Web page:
LAS VEGAS – Tony Harrison smiled Thursday the first time Luis Arias yelled from the audience about his knockout defeat to Jermell Charlo in their rematch.

That led to them trading insults during a press conference to promote Showtime’s tripleheader Saturday night at Virgin Hotels Las Vegas. Arias claimed Harrison ducked a fight against him. Harrison mocked Arias for having the audacity to call him out after his upset defeat to Vaughn Alexander on December 5 at Staples Center in Los Angeles.

When Arias threw a small rubber duck at Harrison, however, the former WBC super welterweight champion jumped off the stage and rushed toward Arias. Security personnel and others got between them, which created more than enough separation for the left hand Harrison threw to have no chance whatsoever at landing.

Arias was quickly ushered out of the room. Harrison turned around, took his seat on stage again and promptly proceeded to talk about why he went after Arias.

“He lucky I missed,” Harrison said. “He f------’ lucky I missed. I be sick of these bitch-ass n----, man. Like respect is, I swear to God – if it ain’t gonna be given to me, I’m gonna take that sh!t. From here on out, my n----, it’s just – it ain’t no money involved, ain’t none of the bullsh!t involved. If you ain’t gonna give me the respect, I’ll take it. But we can keep going.”

Miguel Flores, the moderator of the press conference, then shifted the attention back to Harrison’s 10-round fight against Spain’s Sergio Garcia on Saturday night (10 p.m. ET; 7 p.m. PT).

“I think this motherf----- that I know nothing about is probably one of the toughest opponents that I probably coulda chosen,” Harrison said. “You know what I mean? Coming off a draw [with Bryant Perrella] and I think choosing a guy like that, who just fought the guy [Sebastian Fundora] that everybody damn near was afraid of, to fight, and [Garcia] took that man to the f-----’ wire, I’m like, ‘That’s a good gauge.’ And I like this lineup in general, the whole card, all the way through. Everybody’s in the same weight. And it’s just a way for us to gauge each other. It’s a way for me to look at [Erickson] Lubin and Fundora and be like, ‘Damn, OK. I see this and I see that.’ And it’s a way for them to look at us and say the same thing.”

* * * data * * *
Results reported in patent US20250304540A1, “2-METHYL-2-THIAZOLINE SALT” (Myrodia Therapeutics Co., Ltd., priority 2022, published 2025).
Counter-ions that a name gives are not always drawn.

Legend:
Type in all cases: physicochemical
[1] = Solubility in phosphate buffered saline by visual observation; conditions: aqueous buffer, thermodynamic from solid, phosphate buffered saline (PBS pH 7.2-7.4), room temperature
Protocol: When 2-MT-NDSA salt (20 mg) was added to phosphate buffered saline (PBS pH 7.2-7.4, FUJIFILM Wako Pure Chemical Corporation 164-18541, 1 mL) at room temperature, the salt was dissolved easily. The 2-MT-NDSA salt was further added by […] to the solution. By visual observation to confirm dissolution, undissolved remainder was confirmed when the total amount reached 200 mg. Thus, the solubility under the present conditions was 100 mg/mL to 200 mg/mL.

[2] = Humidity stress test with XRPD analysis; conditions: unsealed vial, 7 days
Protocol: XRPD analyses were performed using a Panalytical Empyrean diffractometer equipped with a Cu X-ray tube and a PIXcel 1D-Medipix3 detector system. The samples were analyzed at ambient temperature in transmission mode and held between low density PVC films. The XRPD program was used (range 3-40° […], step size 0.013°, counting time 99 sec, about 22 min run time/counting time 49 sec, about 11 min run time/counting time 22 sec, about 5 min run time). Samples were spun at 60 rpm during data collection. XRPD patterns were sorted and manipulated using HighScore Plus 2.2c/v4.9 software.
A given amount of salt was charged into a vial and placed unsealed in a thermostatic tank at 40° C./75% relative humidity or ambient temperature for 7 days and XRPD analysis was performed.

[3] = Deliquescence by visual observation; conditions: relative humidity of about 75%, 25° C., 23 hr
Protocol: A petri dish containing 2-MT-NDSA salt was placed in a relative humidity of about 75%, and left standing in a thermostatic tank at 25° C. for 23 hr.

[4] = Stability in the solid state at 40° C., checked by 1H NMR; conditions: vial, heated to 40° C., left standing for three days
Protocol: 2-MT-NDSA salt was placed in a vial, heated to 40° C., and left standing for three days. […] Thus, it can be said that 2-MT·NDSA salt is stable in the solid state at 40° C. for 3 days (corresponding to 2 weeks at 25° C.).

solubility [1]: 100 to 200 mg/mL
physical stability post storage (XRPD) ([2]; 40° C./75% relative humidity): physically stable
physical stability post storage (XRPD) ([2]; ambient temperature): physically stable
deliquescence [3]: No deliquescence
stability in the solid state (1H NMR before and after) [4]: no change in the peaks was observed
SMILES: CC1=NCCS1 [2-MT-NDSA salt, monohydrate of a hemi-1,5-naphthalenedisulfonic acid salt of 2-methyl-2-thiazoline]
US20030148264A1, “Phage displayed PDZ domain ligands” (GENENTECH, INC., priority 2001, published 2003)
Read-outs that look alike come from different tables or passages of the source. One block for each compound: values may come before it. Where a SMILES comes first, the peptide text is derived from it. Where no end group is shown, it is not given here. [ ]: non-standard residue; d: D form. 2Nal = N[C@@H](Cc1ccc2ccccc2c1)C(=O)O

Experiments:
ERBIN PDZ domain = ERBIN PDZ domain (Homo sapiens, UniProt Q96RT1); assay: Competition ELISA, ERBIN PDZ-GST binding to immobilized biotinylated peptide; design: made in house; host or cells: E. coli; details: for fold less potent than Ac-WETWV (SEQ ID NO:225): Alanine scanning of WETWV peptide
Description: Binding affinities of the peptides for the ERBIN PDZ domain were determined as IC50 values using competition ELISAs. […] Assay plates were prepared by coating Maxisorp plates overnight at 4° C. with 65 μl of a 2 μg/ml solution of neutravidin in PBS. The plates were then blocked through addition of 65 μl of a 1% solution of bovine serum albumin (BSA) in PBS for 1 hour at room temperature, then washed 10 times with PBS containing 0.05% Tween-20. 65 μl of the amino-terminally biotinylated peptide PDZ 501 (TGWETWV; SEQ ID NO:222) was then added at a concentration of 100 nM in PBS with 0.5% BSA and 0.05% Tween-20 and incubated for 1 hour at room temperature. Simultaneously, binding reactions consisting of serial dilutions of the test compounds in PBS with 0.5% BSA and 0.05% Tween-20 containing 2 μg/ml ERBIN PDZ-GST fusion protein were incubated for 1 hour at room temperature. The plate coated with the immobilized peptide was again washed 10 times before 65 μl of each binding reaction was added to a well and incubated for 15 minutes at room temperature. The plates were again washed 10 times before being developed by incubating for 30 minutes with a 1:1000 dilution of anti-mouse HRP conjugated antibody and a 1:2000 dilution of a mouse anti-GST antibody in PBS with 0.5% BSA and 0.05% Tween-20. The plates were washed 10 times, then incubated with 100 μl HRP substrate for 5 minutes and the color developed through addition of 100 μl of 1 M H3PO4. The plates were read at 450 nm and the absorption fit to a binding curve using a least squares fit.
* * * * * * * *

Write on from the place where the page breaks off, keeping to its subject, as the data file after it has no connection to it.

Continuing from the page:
The mild-mannered Garcia came over to Harrison, fist-bumped him and expressed respect on the stage a few minutes after Harrison’s skirmish with Arias. Detroit’s Harrison appreciated Garcia for approaching him, but he joked that Garcia was trying to soften him up.

“My last thing with this – it’s so f------ hard to fight guys like him, man,” a laughing Harrison said. “They such good people. Like, you know what I’m saying? Like, he tryin’ to butter you up. And I know he tryin’ to butter me up and get me to love him a little bit. But, you know, my name of the game is just to win. But it’s so hard to fight guys like him. Like, humble and all, man. Like, guys like that, they get my respect all the way through. Like, you know, class act. Class-A act, but don’t butter me up, though, before the fight.”

Garcia (33-1, 14 KOs) is listed as more than a 2-1 favorite over Harrison (28-3-1, 21 KOs) by most oddsmakers ahead of their junior middleweight match. Their co-feature will immediately precede a 12-round main event between Lubin (24-1, 17 KOs), of Orlando, Florida, and Fundora (18-0-1, 12 KOs), of Coachella, California.

Keith Idec is a senior writer/columnist for He can be reached on Twitter @Idecboxing.